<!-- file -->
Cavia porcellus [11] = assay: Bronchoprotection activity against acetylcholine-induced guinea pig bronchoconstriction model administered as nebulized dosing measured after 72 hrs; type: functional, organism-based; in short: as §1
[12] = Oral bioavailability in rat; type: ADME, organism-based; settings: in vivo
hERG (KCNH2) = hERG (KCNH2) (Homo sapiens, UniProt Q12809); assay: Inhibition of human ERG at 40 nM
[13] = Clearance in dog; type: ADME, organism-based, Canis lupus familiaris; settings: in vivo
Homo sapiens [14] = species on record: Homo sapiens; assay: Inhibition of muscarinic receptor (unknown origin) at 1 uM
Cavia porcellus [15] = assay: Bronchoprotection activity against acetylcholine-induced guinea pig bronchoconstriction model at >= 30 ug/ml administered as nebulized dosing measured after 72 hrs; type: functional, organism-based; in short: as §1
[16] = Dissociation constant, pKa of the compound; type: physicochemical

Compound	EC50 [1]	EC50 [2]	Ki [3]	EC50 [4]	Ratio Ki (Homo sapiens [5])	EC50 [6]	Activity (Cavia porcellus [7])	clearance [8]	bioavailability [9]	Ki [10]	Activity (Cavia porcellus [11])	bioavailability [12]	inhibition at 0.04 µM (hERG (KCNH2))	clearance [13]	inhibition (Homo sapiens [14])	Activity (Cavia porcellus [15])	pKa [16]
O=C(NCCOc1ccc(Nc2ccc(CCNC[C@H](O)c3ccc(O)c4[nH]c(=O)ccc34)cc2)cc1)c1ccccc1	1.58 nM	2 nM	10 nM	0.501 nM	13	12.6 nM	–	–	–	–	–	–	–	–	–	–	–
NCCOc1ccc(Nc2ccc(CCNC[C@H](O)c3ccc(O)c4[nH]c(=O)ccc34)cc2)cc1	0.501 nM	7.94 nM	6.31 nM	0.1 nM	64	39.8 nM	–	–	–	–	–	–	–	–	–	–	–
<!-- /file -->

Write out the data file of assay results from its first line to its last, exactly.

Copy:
Cavia porcellus [11] = assay: Bronchoprotection activity against acetylcholine-induced guinea pig bronchoconstriction model administered as nebulized dosing measured after 72 hrs; type: functional, organism-based; in short: as §1
[12] = Oral bioavailability in rat; type: ADME, organism-based; settings: in vivo
hERG (KCNH2) = hERG (KCNH2) (Homo sapiens, UniProt Q12809); assay: Inhibition of human ERG at 40 nM
[13] = Clearance in dog; type: ADME, organism-based, Canis lupus familiaris; settings: in vivo
Homo sapiens [14] = species on record: Homo sapiens; assay: Inhibition of muscarinic receptor (unknown origin) at 1 uM
Cavia porcellus [15] = assay: Bronchoprotection activity against acetylcholine-induced guinea pig bronchoconstriction model at >= 30 ug/ml administered as nebulized dosing measured after 72 hrs; type: functional, organism-based; in short: as §1
[16] = Dissociation constant, pKa of the compound; type: physicochemical

Compound	EC50 [1]	EC50 [2]	Ki [3]	EC50 [4]	Ratio Ki (Homo sapiens [5])	EC50 [6]	Activity (Cavia porcellus [7])	clearance [8]	bioavailability [9]	Ki [10]	Activity (Cavia porcellus [11])	bioavailability [12]	inhibition at 0.04 µM (hERG (KCNH2))	clearance [13]	inhibition (Homo sapiens [14])	Activity (Cavia porcellus [15])	pKa [16]
O=C(NCCOc1ccc(Nc2ccc(CCNC[C@H](O)c3ccc(O)c4[nH]c(=O)ccc34)cc2)cc1)c1ccccc1	1.58 nM	2 nM	10 nM	0.501 nM	13	12.6 nM	–	–	–	–	–	–	–	–	–	–	–
NCCOc1ccc(Nc2ccc(CCNC[C@H](O)c3ccc(O)c4[nH]c(=O)ccc34)cc2)cc1	0.501 nM	7.94 nM	6.31 nM	0.1 nM	64	39.8 nM	–	–	–	–	–	–	–	–	–	–	–